In one of the most memorable exchanges of the Watergate proceedings, an attorney for two of Nixon's closest advisers, John Ehrlichman and Bob Haldeman, referred to Inouye as a "little Jap."
The attorney, John J. Wilson, later apologized. Inouye accepted the apology, noting that the slur came after he had muttered "what a liar" into a microphone that he thought had been turned off following Ehrlichman's testimony.
After the hearings, Inouye said he thought the committee's findings "will have a lasting effect on future presidents and their advisers. It will help reform the campaign practices of the nation."
He achieved celebrity status when he served as chairman of the congressional panel investigating the Iran-Contra affair in 1987. That committee held lengthy hearings into allegations that top Reagan administration officials had facilitated the sale of weapons to Iran, in violation of a congressional arms embargo, in hopes of winning the release of American hostages in Iran and to raise money to help support anti-communist fighters in Nicaragua.
"This was not a happy chore, but it had to be done," Inouye said of the hearings.
The panel sharply criticized Reagan for what it considered laxity in handling his duties as president. "We were fair," Inouye said. "Not because we wanted to be fair but because we had to be fair."
Born Sept. 7, 1924, to immigrant parents in Honolulu, Inouye was 17 and dreaming of becoming a surgeon when Japanese planes flew over his home to bomb Pearl Harbor on Dec. 7, 1941, changing the course of his life.
In 1943, Inouye volunteered for the Army and was assigned to the famed Japanese-American 442nd Regimental Combat Team, which earned the nickname "Go For Broke" and was one of the most decorated units of the war. Inouye rose to the rank of captain and earned the Distinguished Service Cross and Bronze Star. Many of the 22 veterans who received Medals of Honor in 2000 had been in the 442nd.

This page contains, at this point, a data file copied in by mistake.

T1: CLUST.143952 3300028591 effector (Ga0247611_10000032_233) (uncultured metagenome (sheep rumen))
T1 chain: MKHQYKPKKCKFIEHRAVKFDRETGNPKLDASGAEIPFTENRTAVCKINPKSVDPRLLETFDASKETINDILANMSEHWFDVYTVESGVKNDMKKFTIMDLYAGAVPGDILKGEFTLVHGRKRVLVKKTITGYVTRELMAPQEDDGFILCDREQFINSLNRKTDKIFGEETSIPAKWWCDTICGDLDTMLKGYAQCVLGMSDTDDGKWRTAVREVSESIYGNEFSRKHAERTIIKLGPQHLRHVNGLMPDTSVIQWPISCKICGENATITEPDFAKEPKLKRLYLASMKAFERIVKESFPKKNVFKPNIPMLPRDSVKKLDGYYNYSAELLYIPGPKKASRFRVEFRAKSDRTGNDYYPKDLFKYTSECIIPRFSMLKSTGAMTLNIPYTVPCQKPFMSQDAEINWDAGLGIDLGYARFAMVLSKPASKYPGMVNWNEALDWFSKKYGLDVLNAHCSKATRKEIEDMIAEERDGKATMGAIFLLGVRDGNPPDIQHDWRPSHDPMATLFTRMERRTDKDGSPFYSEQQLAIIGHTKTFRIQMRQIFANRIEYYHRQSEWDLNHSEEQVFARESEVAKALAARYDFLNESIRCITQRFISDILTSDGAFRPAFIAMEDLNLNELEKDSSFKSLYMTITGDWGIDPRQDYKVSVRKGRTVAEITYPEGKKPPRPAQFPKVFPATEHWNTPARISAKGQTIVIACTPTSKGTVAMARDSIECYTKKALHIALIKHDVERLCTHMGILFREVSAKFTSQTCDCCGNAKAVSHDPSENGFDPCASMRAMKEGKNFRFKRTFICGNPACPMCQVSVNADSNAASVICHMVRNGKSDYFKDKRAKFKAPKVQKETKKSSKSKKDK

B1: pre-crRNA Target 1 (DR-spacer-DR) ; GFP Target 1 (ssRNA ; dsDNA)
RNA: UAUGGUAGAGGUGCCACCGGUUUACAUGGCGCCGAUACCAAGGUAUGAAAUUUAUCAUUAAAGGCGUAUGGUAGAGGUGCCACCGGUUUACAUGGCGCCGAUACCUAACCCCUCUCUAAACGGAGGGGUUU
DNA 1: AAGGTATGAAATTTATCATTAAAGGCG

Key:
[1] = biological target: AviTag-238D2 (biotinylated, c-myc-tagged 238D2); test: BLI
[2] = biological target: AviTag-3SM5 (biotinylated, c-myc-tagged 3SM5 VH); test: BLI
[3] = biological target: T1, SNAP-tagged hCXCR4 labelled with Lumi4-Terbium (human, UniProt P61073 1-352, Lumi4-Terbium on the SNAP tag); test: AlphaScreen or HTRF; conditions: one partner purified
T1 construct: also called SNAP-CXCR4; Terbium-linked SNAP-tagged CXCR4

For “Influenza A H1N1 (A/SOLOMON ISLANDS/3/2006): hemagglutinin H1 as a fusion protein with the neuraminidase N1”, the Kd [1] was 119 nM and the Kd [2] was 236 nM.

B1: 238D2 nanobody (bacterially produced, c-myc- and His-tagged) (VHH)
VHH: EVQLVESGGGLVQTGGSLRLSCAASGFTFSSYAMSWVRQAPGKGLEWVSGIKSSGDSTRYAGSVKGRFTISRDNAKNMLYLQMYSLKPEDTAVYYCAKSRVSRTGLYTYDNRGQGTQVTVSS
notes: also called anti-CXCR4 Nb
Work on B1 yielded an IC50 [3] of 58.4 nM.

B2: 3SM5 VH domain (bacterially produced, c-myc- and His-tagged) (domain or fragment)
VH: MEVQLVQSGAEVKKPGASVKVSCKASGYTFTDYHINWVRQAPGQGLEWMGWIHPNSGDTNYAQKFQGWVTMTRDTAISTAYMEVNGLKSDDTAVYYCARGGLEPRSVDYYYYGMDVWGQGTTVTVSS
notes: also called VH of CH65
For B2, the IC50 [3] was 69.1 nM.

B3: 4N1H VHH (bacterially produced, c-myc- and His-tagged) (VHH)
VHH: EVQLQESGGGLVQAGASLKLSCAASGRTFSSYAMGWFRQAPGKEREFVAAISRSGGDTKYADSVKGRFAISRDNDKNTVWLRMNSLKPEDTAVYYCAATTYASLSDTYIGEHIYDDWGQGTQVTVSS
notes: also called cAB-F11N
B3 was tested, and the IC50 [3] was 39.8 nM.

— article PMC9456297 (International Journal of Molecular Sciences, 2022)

Unlike the families of many of his comrades in arms, Inouye's wasn't subjected to the trauma and indignity of being sent by the U.S. government during the war to internment camps for Japanese Americans.
"It was the ultimate of patriotism," Inouye said at a 442nd reunion. "These men, who came from behind barbed wire internment camps where the Japanese-Americans were held, to volunteer to fight and give their lives. . . . We knew we were expendable."
Inouye said he didn't feel he had any choice but to go to war.
"I tried to put myself in the shoes of my neighbors who were not Japanese," Inouye once said. "I felt that there was a need for us to demonstrate that we're just as good as anybody else.
"The price was bloody and expensive, but I felt we succeeded," he said.
Inouye's dream of becoming a surgeon ended in the closing days of the war.
On April 21, 1945, he was leading a charge on a machine gun nest in Italy's Po Valley. He was shot in the abdomen, but kept inching toward the machine gun and managed to throw two grenades before his right arm was shattered by a German grenade. Even then, he continued to direct his platoon.
"By his gallant, aggressive tactics and by his indomitable leadership, Second Lieutenant Inouye enabled his platoon to advance through formidable resistance," his Medal of Honor citation said.